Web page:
Getting to know your Romi

Directional Conventions

The front of the Romi is where the Raspberry Pi USB ports, GPIO pins and suspended caster wheel are.

Romi Front View

In all Romi documentation, references to driving forward use the above definition of “front”.

Romi Forward Driving Direction

Hardware, Sensors and GPIO

The Romi has the following built-in hardware/peripherals:

  • 2x geared motors with encoders

  • 1x Inertial Measurement Unit (IMU)

  • 3x LEDs (green, yellow, red)

  • 3x pushbuttons (marked A, B, and C)

  • 5x configurable GPIO channels

Motors, Wheels and Encoders

The motors used on the Romi have a 120:1 gear reduction, and a no-load output speed of 150 RPM at 4.5V. The free current is 0.13 amps and the stall current is 1.25 amps. Stall torque is 25 oz-in (0.1765 N-m) but the built-in safety clutch might start slipping at lower torques.

The wheels have a diameter of 70mm (2.75”). They have a trackwidth of 141mm (5.55”).

The encoders are connected directly to the motor output shaft and have 12 Counts Per Revolution (CPR). With the provided gear ratio, this nets 1440 counts per wheel revolution.


By default, the encoders count up when the Romi moves forward.

Inertial Measurement Unit

The Romi includes an STMicroelectronics LSM6DS33 Inertial Measurement Unit (IMU) which contains a 3-axis gyro and a 3-axis accelerometer.

The accelerometer has selectable sensitivity of 2G, 4G, 8G, and 16G. The gyro has selectable sensitivity of 125 Degrees Per Second (DPS), 250 DPS, 500 DPS, 1000 DPS and 2000 DPS.

The Romi Web UI also provides a means to calibrate the gyro and measure its zero-offsets before use with robot code.

LEDs and Push Buttons

The Romi 32U4 control board has 3 push buttons and 3 LEDs that are exposed as Digital IO channels to robot code. The section on GPIO Mapping has more information on how to use the built in LEDs and buttons in robot code.

Configurable GPIO Channels

The control board has 5 configurable GPIO channels (named EXT0 through EXT4) that allow a user to connect external sensors and actuators to the Romi.

Romi External GPIO Channels

All 5 channels support the following modes: Digital IO, Analog In, PWM (with the exception of EXT 0, which only supports Digital IO and PWM).

The GPIO channels are exposed via a 3-pin, servo style interface, with connections for Ground, Power and Signal (with the Ground connection being closest to the edge of the board, and the signal being closest to the inside of the board).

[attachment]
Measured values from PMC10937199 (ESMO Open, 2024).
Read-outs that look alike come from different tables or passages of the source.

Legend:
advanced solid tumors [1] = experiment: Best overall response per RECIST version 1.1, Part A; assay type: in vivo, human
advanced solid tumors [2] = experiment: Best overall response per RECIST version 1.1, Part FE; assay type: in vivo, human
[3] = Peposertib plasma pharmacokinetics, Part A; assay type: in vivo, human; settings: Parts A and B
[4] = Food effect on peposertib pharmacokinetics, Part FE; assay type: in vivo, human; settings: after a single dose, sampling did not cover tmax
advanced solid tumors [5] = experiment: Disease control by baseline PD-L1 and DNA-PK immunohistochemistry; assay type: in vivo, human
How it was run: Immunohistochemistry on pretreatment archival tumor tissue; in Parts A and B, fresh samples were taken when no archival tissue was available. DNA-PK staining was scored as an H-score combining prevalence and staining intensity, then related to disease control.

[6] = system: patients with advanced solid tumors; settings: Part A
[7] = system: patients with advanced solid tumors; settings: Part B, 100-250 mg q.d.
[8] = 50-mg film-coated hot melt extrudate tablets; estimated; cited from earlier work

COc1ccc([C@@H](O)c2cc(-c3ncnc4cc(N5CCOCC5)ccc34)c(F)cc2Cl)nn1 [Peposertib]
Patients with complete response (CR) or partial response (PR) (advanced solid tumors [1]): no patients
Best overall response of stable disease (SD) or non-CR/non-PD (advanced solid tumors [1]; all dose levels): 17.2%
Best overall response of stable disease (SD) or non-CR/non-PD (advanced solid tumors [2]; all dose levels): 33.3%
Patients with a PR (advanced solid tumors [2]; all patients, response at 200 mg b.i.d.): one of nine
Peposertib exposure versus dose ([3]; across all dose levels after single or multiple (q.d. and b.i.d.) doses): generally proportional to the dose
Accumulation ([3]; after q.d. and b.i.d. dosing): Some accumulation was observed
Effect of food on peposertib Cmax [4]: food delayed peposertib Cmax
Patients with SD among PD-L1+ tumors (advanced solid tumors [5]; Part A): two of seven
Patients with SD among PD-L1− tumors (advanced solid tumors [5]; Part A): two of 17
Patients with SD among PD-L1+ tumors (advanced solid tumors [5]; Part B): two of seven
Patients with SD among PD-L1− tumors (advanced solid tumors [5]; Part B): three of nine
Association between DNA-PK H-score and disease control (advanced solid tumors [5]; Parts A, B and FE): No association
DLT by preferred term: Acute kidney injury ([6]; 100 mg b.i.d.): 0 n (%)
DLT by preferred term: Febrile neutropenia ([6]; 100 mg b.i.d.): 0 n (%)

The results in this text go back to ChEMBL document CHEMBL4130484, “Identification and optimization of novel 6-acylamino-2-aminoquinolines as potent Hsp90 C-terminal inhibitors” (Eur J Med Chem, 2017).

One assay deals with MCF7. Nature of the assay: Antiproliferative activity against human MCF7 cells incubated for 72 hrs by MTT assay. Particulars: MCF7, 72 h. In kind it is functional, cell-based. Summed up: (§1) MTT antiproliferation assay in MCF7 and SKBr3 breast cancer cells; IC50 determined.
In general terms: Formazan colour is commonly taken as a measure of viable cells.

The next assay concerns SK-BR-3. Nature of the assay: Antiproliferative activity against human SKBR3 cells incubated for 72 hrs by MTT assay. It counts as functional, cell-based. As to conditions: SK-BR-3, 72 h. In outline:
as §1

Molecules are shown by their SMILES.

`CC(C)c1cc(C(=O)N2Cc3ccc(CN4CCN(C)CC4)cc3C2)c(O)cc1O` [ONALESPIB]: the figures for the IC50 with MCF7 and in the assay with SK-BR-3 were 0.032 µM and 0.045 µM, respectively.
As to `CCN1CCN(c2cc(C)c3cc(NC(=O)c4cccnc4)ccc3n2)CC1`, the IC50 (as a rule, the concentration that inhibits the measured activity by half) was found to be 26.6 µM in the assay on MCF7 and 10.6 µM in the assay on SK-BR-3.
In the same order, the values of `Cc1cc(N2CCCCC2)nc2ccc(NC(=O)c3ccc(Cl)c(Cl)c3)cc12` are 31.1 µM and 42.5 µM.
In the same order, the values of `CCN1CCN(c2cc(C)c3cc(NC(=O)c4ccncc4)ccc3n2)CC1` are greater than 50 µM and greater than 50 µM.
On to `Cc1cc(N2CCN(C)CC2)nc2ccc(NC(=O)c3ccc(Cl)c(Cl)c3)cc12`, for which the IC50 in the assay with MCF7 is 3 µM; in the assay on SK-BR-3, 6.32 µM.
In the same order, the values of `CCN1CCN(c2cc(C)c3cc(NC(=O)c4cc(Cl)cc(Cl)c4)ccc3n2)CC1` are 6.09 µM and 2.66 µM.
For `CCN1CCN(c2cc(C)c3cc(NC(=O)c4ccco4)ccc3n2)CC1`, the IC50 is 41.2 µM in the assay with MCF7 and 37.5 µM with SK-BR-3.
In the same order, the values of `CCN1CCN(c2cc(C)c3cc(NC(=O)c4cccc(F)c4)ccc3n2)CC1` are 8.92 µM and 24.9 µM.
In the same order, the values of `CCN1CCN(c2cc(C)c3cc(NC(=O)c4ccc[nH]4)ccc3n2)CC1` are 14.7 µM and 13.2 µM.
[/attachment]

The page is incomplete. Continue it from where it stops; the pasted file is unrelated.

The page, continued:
The power connections for the GPIO channels are initially left unconnected, but can be hooked into the Romi’s on-board 5V supply by using a jumper to connect the 5V pin to the power bus (as seen in the image above). Additionally, if more power than the Romi can provide is needed, the user can provide their own 5V power supply and connect it directly to power bus and ground pins.

GPIO Mapping

To support all the built in peripherals on the Romi, we have provided a hard-coded mapping of WPILib channels/devices to the Romi hardware.

Digital IO

DIO Channel

Romi Hardware Component


Button A (input only)


Button B (input), Green LED (output)


Button C (input), Red LED (output)


Yellow LED (output only)


Left Encoder Quadrature Channel A


Left Encoder Quadrature Channel B


Right Encoder Quadrature Channel A


Right Encoder Quadrature Channel B

PWM Output

PWM Channel

Romi Hardware Component


Left Motor


Right Motor


The right motor is hardwired to spin in a forward direction when forward stick movement is applied on a joystick. Thus there is no need to invert the corresponding motor controller in robot code.

GPIO Channels

The Romi Web UI allows the user to customize the functions of the 5 configurable GPIO channels. The UI will also provide the appropriate WPILib channel/device mappings on screen once the IO configuration is complete. More information on this can be found in the next section.